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Baggage, Baggage Everywhere

08 Feb

What do you do when you’ve been lied to, cheated on, have left the guy and are now dating someone else? (And WHY is it so difficult to take one’s own advice? LOL!!!)

As you may’ve guessed, this subject also came up in another group — and as you may have also guessed, I’ve been there and the advice I gave is precisely the advice I need to remember whenever I’m dating.

So…

What DO you do when you’re in a relationship with somebody new and you’re still dealing with the feelings of distrust brought on by an ex’s actions?

At some point you have to trust that the new boyfriend is being true to his word (unless he’s given you a real reason to think otherwise). What you’re really dealing with is “baggage from your last relationship.” There’s really no polite way of describing it; it is what it is; baggage. Baggage that until it’s dealt with effectively will drive you utterly and completely bat-shit crazy.

You can’t presume to think the current BF is likely to let you down because of what ANOTHER man did to you in the past; they are two different people.

True, the current beau isn’t perfect (none of us are; we all have our flaws) but if you feel the need to judge, judge him on “the flaws that HE may have” — not the ones your ex- painfully revealed toward the end (of that relationship).

If you keep expressing feelings of anxiety and distrust toward the man you’re presently seeing, basing such distrust on what happened in the past with your ex, he will eventually tire of explaining himself over and over and will simply call it a day and leave. (After all, be honest with yourself; isn’t it highly likely you would do the same if the roles were reversed?)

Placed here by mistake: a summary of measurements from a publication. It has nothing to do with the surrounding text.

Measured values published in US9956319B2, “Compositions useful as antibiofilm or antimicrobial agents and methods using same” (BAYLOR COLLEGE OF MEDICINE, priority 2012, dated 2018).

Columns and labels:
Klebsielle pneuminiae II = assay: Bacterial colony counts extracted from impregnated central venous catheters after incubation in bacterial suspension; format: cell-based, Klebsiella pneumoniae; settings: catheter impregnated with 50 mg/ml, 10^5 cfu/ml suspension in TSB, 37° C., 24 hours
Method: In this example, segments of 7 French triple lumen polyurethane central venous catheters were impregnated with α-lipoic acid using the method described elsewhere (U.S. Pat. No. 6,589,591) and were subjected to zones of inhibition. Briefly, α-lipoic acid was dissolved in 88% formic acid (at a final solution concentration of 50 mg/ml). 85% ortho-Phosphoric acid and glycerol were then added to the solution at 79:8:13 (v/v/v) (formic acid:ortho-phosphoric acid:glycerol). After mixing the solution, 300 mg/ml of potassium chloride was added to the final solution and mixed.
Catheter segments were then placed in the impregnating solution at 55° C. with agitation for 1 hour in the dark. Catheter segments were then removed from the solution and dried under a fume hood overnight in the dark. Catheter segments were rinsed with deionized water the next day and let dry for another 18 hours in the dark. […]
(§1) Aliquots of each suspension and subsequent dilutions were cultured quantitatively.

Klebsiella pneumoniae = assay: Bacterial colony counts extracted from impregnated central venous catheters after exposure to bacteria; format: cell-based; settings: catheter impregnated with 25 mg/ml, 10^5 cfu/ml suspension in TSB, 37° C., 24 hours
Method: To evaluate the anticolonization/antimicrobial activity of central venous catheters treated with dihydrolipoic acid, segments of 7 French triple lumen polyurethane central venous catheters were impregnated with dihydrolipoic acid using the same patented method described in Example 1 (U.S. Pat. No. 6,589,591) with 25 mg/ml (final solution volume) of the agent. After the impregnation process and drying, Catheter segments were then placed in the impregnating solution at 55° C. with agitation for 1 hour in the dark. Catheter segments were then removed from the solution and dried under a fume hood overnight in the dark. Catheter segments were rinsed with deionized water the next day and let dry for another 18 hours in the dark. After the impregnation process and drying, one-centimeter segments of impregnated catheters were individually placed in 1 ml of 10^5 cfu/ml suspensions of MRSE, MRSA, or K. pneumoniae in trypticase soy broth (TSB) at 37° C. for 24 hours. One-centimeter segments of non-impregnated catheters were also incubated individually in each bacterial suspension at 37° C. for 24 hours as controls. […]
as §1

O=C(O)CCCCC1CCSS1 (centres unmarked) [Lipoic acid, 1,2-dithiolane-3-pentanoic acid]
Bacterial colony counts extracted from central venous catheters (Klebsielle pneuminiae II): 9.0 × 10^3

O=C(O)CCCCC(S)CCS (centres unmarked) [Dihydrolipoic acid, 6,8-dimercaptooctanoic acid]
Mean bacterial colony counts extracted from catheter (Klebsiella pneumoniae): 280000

There is nothing you can do about the past other than to “accept that it’s there and learn from it.”

Moving forward, however, you have to remember that your past IS the past and the man you are now dating is an entirely different person. It isn’t fair for you to assign to him, the distrust your ex did (in the end) deserve … all while refusing to give the current boyfriend the “trust you freely gave to your ex- back when you and he first started dating.

In closing I would say, “Don’t ignore any obvious signs of cheating” but at the same time, “don’t go LOOKING for trouble either.”

What we go in search of, we’ll find. (It may not be ‘real’ — but we’ll ‘find’ the evidence to justify the search all the same.) I know that this last bit of advice seems to go against everything else I just said, but it really doesn’t. All I’m saying is, “Don’t ignore what’s REALLY there — but do not assign, to the poor guy, evidence of things he really hasn’t done to date.”

For those reading who have had their trust violated, if it makes you feel ANY better, just know that every one of us who has been cheated on or lied to has been in the same damn place that you are today. LOL. It takes time to deal with the baggage that an undeserving ex-boyfriend leaves us with when we start our lives over without the cheater in tow.

Namaste,
Michael

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About The Author

54-years old and determined to sail through life with a smile (but sometimes brash as hell). LOL. Born and raised in Carlsbad, New Mexico but having lived more than half of my life in Texas. Raised with a strong faith in God but describe myself more as simply a faithful person rather than a Christian. (Too many people rely on their religious 'beliefs' as an excuse to maintain a closed mind rather than emulate the loving nature I believe Jesus Christ did represent.) Registered as a Democrat but fiscally I'm probably more likely to identify with the Republicans. Am equally disgusted with both parties at the moment and tired of the status quo in Washington, D.C. I'm a spiritualist who believes you should reach for your dreams and believes you can attain them, for the only thing that really stands between you and your goals ... is yourself. Favorite quote of recent is "Yesterday is history, tomorrow is a mystery, the present is a 'present' (a gift)..." —Author unknown

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  1. Kristi Northcutt

    March 5, 2015 at 1:29 pm